Mahindra Thar vs Ducati Scrambler
Shootout No. 162
Price OTR Mumbai: Rs. 6.35 – 10.53 lakhs (Mahindra Thar), Rs. 9.46 lakhs (Ducati Scrambler Icon)
“Every man can transform the world from one of monotony and drabness to one of excitement and adventure.” – Irving Wallace
The Thar is aimed at captivating enthusiasts while the Ducati Scrambler focuses on newer riders
Everyday we get up, we eat the same food, wear the same old clothes to work, drive the same car, take the same route to work and stare into space once we make it to our desk. Where’s the fun in that? What if you could change one thing from this monotony? What if you could have those few minutes of commute change into an adventure that will get you moving for the day? Well here are two personas that let their peculiar appearances do enough talking. The Mahindra Thar and the Ducati Scrambler are two icons that do exactly what they’re supposed to. A car versus a bike sounds weird, right? Not that we haven’t done something like this is the past, this shootout is one of the most specials ones we’ve done. Read along to find out why!
Motor Quest: The Thar is basically a reincarnation of the MM540 and MM550 jeeps which were discontinued long back. It was launched in order to bring back their legacy and once again rekindle with enthusiasts who’ve waited for very long. The Scrambler on the other hand is the smallest Ducati which is aimed for encouraging new people to get into riding. Just like the Thar, the Scrambler also has a number of variants.
Styling – Well, the one thing that makes these machines stand out from the crowd is their conspicuous design. The Thar excels at its vintage tough looks while the Scrambler is all about raw, classic style. Looking at the Thar first, one can say it carries the legacy of Mahindra’s old jeeps – the classic round headlamps, the large vertical radiator grille and the typical soft canopy. While there are a few bits that give away the Mahindra Thar, it still is the same jeep in many ways that got enthusiasts drooling back then. The Ducati Scrambler is something that truly defines a scrambler motorcycle. The iconic round headlamp has a modern touch with LED DRLs. The offset console however looks outlandish while the exposed throttle cable messes up with the overall feel.
Typical styling cues on the Thar and Scrambler give them an iconic value
Both machines have certain elements that define its tough looks. Both carry special terrain tyres that have their own off-roading capabilities which by the way, is what makes them look badass! What separates them is their built quality. The scrambler has a solid one with no unwanted panel noises whatsoever; of course, it’s a Rs. 8 lakh bike! But what about the Mahindra Thar? To best describe it, I’m going to have to make you remember the times when you travelled in those big ol’ state transport buses – bouncing, banging doors, chattering stuff and everything like that. Well, the Thar isn’t exactly the same, but you know what I mean, right?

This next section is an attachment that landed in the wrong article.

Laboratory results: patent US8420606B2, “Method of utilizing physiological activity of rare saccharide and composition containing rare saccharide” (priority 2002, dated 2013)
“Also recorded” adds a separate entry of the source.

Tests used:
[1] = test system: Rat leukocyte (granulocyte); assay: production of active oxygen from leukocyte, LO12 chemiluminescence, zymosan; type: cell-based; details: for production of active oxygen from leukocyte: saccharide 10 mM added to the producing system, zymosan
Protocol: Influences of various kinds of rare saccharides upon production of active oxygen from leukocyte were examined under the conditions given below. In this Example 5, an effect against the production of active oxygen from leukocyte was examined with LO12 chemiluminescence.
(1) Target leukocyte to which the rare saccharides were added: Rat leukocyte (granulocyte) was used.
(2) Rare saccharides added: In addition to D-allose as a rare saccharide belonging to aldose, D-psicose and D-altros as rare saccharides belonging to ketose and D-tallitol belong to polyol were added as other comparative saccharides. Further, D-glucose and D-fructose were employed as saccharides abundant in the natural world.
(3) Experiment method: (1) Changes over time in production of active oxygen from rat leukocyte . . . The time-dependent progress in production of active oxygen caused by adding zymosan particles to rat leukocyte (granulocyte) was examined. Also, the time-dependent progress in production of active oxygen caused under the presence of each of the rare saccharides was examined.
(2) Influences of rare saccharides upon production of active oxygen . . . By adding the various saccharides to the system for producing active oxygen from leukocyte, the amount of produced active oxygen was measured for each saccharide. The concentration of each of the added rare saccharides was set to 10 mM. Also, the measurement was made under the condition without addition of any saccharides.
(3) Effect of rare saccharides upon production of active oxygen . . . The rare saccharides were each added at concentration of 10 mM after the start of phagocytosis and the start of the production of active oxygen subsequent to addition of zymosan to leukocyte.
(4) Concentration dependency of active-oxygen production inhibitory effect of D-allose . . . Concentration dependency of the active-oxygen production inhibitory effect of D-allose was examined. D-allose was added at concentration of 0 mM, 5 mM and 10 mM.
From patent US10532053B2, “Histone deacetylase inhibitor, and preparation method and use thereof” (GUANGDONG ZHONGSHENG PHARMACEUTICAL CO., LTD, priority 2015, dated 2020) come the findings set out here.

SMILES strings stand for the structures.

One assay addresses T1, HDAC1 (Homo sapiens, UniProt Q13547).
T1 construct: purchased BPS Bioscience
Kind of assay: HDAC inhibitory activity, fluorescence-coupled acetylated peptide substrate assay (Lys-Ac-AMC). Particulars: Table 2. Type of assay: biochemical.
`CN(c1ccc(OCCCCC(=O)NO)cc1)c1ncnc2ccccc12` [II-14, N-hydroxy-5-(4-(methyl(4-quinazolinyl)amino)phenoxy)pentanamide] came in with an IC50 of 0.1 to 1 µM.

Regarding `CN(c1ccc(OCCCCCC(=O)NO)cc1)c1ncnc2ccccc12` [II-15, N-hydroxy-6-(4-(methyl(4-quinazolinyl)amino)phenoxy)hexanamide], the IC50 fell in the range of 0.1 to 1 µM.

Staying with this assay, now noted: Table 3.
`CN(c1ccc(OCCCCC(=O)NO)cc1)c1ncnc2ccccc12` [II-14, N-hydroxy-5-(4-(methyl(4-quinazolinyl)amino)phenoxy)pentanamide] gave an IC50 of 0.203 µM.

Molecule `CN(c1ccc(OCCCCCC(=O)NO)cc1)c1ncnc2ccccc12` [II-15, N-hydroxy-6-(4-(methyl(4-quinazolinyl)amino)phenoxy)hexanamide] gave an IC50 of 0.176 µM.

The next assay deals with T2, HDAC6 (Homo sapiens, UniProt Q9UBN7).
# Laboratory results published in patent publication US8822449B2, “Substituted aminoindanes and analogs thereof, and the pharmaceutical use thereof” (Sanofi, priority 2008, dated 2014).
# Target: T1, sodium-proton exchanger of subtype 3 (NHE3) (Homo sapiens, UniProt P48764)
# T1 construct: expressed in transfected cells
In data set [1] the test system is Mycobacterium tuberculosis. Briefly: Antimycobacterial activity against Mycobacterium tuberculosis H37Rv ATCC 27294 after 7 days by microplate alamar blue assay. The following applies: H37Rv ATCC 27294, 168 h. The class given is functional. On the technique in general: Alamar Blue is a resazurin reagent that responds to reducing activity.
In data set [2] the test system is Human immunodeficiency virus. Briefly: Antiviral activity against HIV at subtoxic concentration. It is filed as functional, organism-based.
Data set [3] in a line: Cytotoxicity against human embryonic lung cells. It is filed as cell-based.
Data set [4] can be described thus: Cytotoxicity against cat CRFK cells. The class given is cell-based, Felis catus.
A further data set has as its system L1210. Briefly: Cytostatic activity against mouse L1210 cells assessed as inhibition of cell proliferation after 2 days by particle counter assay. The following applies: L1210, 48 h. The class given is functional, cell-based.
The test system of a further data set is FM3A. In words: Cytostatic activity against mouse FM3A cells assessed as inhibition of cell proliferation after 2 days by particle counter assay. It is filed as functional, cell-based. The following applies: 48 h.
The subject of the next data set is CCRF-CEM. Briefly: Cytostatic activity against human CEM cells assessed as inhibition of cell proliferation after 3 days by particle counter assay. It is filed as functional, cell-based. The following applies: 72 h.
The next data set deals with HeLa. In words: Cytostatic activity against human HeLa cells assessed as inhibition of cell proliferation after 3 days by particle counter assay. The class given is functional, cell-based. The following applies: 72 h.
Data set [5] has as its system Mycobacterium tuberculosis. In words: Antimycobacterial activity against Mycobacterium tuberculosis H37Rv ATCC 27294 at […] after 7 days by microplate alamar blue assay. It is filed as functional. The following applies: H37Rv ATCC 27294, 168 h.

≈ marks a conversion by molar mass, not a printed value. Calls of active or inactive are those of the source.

Instrument Cluster and Switchgear – There’s not really much to compare between the Scrambler and the Thar as the former just blows away its competition when it comes to technological sophistication. The compact LCD console is at par with the analogue-digital one in the Mahindra. Both consoles show an odometer, trip-meters, speedometer, tachometer, indicators for high beam, check engine light and turn indicators. The stuff that the Scrambler misses out on is a fuel gauge which is replaced by just a low-fuel light. What’s additional in the Thar being a four-wheeler is the seat belt warning as well as 4WD mode and 4Low mode that light up according to the mode selected.
Ergonomics – Yes, there’s no comparison, we know. But let’s get some perspective here. The Mahindra Thar is a hardcore off-road machine. So obviously it is no lounge on the inside, while the Scrambler isn’t the most comfortable motorcycle in its class either! The Thar has acceptable levels of comfort as the seats are large enough and fairly adjustable. The visibility from the driver’s seat is good with fewer blind-spots, however, some portion of the speedometer does get hidden because of the steering wheel. One thing that irritated me the most in traffic was that while shifting into the second or fourth gear, you always tend to hit the hand-brake; a bizarre design flaw.